Whether you’re designing a website, a logo, a product, a building, or an app, it’s valuable to begin that design process with a drawing. Drawing enables us to focus on the overall vision without getting distracted by details like color, font, or texture—which at this early stage are not important, and can actually hinder the development. The beginning is about the broad strokes, which is why drawing is such a perfect medium. Drawing on a Wacom is even more perfect, for a couple of reasons:
We live in a world where the majority of the content we create (text, designs, messages, etc.) is digital, so having your initial drawings in digital form lets you share them more easily, and import them to other programs where they can be further refined.
A mouse is a great pointing device, but it’s not good for drawing. A mouse can only go up and down and back and forth on a flat surface. A tablet stylus, on the other hand, has the ability to sense the articulation of an artist’s hand. It enables highly expressive gestures that mimic analog drawing. The pressure-sensitive stylus behaves like a pencil in that the harder you press, the darker and fatter your line will be. So if you have experience using traditional art tools, you’ll be happy to find that your existing skills transfer to the computer intact!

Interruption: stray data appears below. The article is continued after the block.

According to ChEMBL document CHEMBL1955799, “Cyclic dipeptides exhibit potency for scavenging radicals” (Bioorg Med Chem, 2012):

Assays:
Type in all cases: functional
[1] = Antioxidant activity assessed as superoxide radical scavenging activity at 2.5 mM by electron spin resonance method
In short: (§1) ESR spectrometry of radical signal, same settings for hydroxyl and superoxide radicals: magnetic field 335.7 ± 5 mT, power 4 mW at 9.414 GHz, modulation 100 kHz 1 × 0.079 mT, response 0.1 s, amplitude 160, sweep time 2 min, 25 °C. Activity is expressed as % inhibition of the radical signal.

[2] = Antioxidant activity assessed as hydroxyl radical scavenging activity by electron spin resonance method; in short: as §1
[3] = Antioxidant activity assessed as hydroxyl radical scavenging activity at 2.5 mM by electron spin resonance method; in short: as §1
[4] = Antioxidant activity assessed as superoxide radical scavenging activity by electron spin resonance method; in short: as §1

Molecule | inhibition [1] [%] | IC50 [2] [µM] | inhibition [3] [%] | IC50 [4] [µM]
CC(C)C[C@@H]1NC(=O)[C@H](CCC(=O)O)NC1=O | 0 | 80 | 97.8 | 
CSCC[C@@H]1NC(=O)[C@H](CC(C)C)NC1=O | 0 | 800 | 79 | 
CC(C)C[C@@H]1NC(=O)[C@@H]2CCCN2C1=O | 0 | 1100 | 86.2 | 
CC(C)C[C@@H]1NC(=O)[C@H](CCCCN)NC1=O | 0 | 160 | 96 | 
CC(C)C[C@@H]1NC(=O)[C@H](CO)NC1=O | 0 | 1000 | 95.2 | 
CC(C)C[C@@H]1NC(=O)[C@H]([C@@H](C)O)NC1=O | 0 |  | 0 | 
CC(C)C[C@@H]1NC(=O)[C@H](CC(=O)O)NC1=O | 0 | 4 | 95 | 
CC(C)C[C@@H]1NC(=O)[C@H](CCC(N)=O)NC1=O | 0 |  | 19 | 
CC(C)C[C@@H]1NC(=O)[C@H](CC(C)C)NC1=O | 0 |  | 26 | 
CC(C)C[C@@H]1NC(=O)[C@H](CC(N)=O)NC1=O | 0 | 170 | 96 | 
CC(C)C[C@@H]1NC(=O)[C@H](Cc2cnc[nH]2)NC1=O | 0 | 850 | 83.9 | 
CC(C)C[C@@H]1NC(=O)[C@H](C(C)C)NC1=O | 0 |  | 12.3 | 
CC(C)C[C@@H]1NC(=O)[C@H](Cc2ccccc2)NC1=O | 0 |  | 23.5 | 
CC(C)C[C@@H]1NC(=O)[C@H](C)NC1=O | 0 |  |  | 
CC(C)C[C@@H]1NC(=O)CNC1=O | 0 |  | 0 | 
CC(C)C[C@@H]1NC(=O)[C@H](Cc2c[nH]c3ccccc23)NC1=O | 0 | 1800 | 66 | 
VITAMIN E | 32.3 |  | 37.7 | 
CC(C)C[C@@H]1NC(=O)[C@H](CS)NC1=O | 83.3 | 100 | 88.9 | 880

When you’re setting out to create your next work, don’t dive directly into InDesign, Illustrator, or a CAD program. Instead, clear off your desk, grab your stylus, and start roughing out your ideas. Make mistakes, push the boundaries of what you normally do, and then pull them back if you need to. You don’t need to be careful, conservative, or precious—this is your sandbox, so experiment liberally.
Be sure to watch John Derry’s course Wacom Essential Training. He’ll show you how to get up and running with a variety of Wacom tablets, and teach you how to speed up your workflow and enhance your command of the drawing surface, as well as other controls. You’ll be on your way to your next masterpiece in short order!